Consoles are dead and PC gaming killed them – Reader’s Feature
A reader suggests that if this is the last generation of consoles it’ll not only be because of streaming but also the rise of PC gaming.
PlayStation 5 and Xbox Series X pre-orders appear to be healthy for the gaming monoliths of Sony and Microsoft, but the run up to this console generation has been tame in terms of fan ferocity.
Console wars have raged between avid gamers since Sega and Nintendo’s rivalry in the nineties, and consumers have been vocal about their side of the console divide ever since.
This year feels different, though. It’s almost as if the staunch defender of their favoured machine has faded into obscurity. The lack of impassioned voices could indicate a significant shift in the gaming landscape – a move toward platform agnosticism and the nebulous world of cloud computing.
Although not yet firmly established, the industry is trending in a direction where the console is no longer king. Google has Stadia, Microsoft has xCloud, Sony has PS Now, and even e-commerce giant Amazon are throwing their hat into the ring with Luna, just to name a few. While none of these services are currently enjoying resounding success, it gives a good indication where the tech titans have their chips stacked.
The cloud is perhaps the biggest bellwether that consoles are currently having their last hurrah. But there are some other little signs that point to the demise of the beloved boxes that take pride of place beneath our televisions.
Gaming PCs have enjoyed an increase in prevalence over the past few years and their popularity is only rising. This is thanks in no small part to platforms like Twitch, where streamers broadcast gameplay live, primarily from PCs. Streaming megastars like Ninja have inspired a new generation of young gamers to ditch their controllers for the hardcore allure of the mouse and keyboard.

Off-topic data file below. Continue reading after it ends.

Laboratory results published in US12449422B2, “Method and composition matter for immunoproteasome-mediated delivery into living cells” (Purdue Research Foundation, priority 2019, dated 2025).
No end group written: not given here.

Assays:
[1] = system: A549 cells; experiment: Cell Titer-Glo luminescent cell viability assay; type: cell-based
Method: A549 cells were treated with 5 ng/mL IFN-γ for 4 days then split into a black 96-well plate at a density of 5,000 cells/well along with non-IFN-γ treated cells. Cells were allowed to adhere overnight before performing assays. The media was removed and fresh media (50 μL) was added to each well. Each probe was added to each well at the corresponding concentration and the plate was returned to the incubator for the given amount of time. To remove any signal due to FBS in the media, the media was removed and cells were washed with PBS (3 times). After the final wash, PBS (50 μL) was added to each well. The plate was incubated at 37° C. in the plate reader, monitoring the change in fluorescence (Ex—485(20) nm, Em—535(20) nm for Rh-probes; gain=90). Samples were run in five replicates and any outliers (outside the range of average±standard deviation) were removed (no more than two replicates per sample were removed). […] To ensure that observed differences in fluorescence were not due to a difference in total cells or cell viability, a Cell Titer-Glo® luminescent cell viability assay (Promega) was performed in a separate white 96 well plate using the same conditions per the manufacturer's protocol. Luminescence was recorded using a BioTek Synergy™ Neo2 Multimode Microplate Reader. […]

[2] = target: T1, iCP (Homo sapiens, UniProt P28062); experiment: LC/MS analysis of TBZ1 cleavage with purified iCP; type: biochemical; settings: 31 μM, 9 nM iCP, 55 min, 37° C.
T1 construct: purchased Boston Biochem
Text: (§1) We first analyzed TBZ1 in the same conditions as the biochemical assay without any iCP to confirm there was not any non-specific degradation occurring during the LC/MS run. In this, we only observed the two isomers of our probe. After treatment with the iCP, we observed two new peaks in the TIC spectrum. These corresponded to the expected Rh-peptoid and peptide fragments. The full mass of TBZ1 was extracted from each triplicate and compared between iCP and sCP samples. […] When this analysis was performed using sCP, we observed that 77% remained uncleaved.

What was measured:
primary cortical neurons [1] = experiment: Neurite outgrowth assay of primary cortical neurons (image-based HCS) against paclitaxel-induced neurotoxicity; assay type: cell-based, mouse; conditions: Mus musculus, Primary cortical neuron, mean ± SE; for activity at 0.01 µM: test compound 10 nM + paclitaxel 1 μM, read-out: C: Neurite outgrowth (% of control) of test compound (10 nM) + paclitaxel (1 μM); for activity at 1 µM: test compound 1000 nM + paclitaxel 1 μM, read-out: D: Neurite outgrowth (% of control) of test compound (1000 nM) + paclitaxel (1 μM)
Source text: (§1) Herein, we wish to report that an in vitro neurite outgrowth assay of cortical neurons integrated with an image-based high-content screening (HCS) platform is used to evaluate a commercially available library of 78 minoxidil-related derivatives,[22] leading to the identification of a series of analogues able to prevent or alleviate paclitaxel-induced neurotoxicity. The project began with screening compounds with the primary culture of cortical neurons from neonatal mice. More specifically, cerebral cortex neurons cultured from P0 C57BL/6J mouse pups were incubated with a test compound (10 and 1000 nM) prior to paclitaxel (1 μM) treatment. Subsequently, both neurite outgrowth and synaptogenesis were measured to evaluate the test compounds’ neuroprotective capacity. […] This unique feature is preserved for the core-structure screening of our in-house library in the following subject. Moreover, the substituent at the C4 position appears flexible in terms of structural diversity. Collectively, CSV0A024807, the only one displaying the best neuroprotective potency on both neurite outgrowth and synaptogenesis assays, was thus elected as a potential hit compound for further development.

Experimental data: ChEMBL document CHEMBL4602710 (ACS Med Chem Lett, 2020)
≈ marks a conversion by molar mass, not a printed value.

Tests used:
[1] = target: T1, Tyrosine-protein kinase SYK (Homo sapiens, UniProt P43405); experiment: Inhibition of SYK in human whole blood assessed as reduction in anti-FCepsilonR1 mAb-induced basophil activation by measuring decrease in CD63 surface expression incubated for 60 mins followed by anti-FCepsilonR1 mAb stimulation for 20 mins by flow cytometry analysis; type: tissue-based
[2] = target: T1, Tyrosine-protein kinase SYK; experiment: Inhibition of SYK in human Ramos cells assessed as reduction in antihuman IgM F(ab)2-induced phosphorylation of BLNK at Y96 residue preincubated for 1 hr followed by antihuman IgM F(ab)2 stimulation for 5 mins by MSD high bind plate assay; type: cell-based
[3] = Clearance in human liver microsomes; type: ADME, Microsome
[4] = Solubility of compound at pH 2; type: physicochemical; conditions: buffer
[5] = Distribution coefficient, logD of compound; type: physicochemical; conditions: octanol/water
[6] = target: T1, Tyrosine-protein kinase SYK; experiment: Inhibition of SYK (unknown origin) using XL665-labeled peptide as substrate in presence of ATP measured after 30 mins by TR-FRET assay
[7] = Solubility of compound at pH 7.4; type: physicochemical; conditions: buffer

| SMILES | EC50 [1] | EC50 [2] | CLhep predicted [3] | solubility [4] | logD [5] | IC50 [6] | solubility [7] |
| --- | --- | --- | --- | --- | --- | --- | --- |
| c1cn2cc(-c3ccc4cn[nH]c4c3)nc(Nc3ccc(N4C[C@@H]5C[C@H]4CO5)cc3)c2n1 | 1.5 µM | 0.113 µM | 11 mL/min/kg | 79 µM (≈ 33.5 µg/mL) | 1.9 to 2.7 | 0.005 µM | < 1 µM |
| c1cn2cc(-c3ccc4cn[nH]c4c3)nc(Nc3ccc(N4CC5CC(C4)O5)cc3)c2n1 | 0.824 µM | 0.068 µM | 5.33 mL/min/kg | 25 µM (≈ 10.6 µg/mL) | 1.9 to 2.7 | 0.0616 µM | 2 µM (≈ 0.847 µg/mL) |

Interestingly, it seems that Microsoft is embracing this by offering their Xbox Game Pass subscription service on PC, making Xbox exclusives… well, not so exclusive. If this isn’t a push for a Netflix model by Microsoft, who knows what is?
Even Sony, who have never historically let their exclusive games stray outside of their own ecosystem, are releasing big titles from first party studios (Horizon Zero Dawn) on PC. Similarly, their own cloud gaming service, PS Now, hosts a large back catalogue of exclusives that can be streamed to a number of devices that aren’t PlayStation consoles.
Sony have had great success with the PlayStation 4 and its exclusives, but as we reach the end of the current console cycle, it seems that the console big boys’ market importance relies more on branding and developer curation than it does on hardware.
If anything, this all points to a potential period of purgatory when it comes to consoles. The tried and true model of proprietary gaming machines is fading, and its successor is still not up to scratch and widely adopted.
In this hazy time, will the PlayStation 5 and Xbox Series X be the last of consoles as we know them? Are they even worth the money? Does it make more sense to channel that cash into a gaming PC? Will we all soon be plugged into a matrix of VR units, with games streamed directly to our brains? Who knows? What’s for sure though – now is a strange and exciting time for games.
By reader T.G Clarke
The reader’s feature does not necessary represent the views of GameCentral or Metro.
You can submit your own 500 to 600-word reader feature at any time, which if used will be published in the next appropriate weekend slot. As always, email [email protected] and follow us on Twitter.
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